After the Clubs Fair, the entire Middle School student body left for the weekend energized by all the cool ways they will be able to spend their clubs period every other week. Clubs time will alternate with Pursuit of Passion (PoP) time every week so students are sure to have exposure to and time with something that gives them joy.
The PoP (Pursuit of Passion) fair at the Middle School ended the first full week of classes with a bang. Students delighted in exploring the teacher-led options that ranged from origami to bike riding to math to photography, just to name a few. Excitement filled the air in Expansion Hall as teachers shared their hobbies and ways of de-stressing with students.
Matt Akers’ 7th grade English class staged two mock trials for Of Mice and Men. On trial was George Milton for the murder of Lennie Small. The students served as the witnesses, prosecution, and the defense while Mr. Akers played the role of the judge. It was the role of the jury—all volunteer teachers--to determine if George Milton was guilty of murder or voluntary manslaughter.
While the 8th graders are away (on world language trips to Quebec and Costa Rica), the 6th and 7th graders play! PoP Week is a favorite tradition that allows our youngest students to delve deeply into a topic, develop new skills, and have a blast with experiential, hands-on learning opportunities.
In early March, 6th grade students visited the Second Harvest Food Bank’s facility in San Carlos where they made reusable tote bags from t-shirts. They were also given a tour of the facility and learned more about hunger in our community. The visit was part of Crystal’s Human Development programming.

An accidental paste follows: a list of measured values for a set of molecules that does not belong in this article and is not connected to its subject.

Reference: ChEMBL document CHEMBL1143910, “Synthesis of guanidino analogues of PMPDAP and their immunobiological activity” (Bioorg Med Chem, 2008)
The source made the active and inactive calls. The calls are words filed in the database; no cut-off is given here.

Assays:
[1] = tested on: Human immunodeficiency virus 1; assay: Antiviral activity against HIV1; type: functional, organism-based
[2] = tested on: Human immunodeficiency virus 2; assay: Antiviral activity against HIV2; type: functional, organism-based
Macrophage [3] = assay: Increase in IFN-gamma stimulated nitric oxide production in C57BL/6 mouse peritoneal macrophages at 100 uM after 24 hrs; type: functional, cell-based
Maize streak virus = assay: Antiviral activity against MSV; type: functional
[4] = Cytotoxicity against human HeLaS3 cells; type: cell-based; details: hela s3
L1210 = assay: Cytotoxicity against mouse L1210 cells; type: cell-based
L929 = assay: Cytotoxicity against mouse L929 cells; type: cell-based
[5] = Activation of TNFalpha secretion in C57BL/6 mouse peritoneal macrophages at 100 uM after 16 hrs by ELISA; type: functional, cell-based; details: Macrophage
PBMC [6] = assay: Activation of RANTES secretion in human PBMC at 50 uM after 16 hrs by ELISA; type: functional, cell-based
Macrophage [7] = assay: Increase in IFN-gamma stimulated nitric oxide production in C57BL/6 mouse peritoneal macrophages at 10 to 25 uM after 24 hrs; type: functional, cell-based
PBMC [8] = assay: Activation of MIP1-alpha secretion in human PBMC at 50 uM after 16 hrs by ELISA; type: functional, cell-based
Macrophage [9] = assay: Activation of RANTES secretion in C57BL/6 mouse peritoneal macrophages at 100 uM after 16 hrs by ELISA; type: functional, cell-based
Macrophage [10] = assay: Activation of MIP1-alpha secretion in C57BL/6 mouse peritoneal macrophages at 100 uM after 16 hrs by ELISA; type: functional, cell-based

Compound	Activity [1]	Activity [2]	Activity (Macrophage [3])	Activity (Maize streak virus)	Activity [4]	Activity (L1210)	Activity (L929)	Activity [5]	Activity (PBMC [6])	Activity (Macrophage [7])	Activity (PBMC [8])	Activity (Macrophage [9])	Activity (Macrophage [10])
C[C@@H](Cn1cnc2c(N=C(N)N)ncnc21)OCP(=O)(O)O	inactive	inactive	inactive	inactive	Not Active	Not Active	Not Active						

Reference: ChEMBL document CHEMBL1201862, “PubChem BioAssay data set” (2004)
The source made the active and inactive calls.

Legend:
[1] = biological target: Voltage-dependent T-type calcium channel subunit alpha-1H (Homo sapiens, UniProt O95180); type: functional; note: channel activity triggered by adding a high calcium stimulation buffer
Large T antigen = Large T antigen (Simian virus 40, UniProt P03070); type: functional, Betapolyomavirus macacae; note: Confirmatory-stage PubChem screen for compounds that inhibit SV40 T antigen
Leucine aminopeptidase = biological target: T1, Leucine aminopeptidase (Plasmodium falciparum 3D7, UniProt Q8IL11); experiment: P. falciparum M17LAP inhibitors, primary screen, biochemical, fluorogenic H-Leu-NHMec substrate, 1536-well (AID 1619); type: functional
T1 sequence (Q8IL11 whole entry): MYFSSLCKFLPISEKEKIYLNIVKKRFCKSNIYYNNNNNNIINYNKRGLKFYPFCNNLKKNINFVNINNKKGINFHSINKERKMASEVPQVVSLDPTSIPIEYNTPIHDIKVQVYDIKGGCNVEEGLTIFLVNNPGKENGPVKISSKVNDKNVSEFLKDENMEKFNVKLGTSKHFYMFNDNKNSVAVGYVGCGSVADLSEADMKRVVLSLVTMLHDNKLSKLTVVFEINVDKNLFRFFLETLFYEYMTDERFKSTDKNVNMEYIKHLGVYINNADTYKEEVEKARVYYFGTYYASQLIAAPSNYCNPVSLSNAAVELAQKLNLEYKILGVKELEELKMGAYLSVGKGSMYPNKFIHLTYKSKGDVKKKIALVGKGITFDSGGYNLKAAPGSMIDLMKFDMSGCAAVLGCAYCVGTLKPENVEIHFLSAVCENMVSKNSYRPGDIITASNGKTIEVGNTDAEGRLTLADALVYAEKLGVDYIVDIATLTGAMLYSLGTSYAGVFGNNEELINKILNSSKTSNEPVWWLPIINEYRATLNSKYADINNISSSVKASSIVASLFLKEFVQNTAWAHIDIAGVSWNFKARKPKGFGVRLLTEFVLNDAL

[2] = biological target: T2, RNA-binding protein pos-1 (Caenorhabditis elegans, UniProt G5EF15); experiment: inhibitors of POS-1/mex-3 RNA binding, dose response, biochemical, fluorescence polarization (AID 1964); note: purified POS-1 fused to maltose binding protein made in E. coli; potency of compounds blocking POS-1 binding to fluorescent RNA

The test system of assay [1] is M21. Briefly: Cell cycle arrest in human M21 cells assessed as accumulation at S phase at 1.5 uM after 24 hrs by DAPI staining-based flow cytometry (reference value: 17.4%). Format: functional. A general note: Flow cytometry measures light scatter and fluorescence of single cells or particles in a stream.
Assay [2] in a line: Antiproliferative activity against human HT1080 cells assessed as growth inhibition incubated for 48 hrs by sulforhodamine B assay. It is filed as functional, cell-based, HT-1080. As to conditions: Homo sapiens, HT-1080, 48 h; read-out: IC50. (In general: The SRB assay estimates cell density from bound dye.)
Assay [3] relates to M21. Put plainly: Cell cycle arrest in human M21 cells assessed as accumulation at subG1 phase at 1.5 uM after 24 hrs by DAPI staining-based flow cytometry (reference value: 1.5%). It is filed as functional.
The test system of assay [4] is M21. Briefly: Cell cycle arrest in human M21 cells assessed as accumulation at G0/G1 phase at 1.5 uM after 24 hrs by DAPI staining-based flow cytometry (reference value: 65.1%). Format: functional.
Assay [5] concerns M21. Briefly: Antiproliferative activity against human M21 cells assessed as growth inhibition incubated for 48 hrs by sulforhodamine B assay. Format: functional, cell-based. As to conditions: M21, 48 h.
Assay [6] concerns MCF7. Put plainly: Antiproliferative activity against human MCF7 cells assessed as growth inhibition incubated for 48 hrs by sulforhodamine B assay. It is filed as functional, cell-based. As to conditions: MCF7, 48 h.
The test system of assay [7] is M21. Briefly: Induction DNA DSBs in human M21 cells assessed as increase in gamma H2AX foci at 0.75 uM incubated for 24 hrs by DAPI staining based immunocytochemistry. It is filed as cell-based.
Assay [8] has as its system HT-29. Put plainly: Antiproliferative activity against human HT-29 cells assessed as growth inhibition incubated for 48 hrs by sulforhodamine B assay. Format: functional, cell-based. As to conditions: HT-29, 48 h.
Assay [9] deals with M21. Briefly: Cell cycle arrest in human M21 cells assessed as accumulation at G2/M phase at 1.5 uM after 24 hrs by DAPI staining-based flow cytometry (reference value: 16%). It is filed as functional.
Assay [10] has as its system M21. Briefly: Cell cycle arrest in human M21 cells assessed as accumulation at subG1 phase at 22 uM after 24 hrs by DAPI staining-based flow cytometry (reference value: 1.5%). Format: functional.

Ms. Player's 7th grade dance class shared a series of multicultural dance presentations that both educated and entertained the Middle School while giving us a reason to celebrate dance traditions from around the world. From Hula, to Chinese Fan Dancing, to the Virginia Reel (the official state dance of 13 states in the United States)...
The 6th graders are deeply immersed in a Voice as Power unit, a study of poetry. Drawing inspiration from poems such as Eve Merriam's "How to Eat a Poem," Langston Hughes' "Mother to Son," and Kwame Alexander's "Dribbling" (part of his book, The Crossover), students have already crafted seven poems, not including the ones created during our Found Poetry project in the Maker Space.
Crystal middle schoolers (and teachers) had a Silicon-Valley-worthy morning on December 7 as they coded up a storm. While the rest of the world participated in Hour of Code, students sipped hot chocolate while clad in cuddly PJ's for an hour of Cozy Coding. Our Crystal coders are well on their way to becoming the Valley's next generation of engineers.
As a capstone to reading A Midsummer Night's Dream, 7th grade English students plan, memorize, rehearse, and act out a scene from the play in small groups. Using recycled and/or recyclable materials from the middle school IRC (Information Resource Center), they design and craft costumes, props, and sets.
Sixth grade scientists stepped into the shoes of a biologist, geologist, hydrologist or atmospheric scientist and used models to communicate expert information to their peers. Their goal is to construct a collective understanding of how the parts of Earth function as a system.
Five graduate students from Stanford's Nanotechnology department visited teacher Rob Kashima's 8th grade science classes in mid-October. They discussed nanotechnology and where it is applied in our everyday lives, and then conducted a lesson on liquid nitrogen ice cream for Crystal students. View more photos
Identity and voice are major themes in the Middle School humanities classrooms, combining academic, personal and creative exploration. Librarian Amy Geriak brought the concept of an “Identity Tapestry” to the Middle School for a recent 7th grade Human Development activity. She was inspired by...
Nondiscriminatory Policy: Crystal Springs Uplands School admits students of any race, color, national and ethnic origin to all the rights, privileges, programs, and activities generally accorded or made available to students at the school. It does not discriminate on the basis of race, color, national and ethnic origin in administration of its educational policies, admissions policies, scholarship and loan programs, and athletic and other school-administered programs.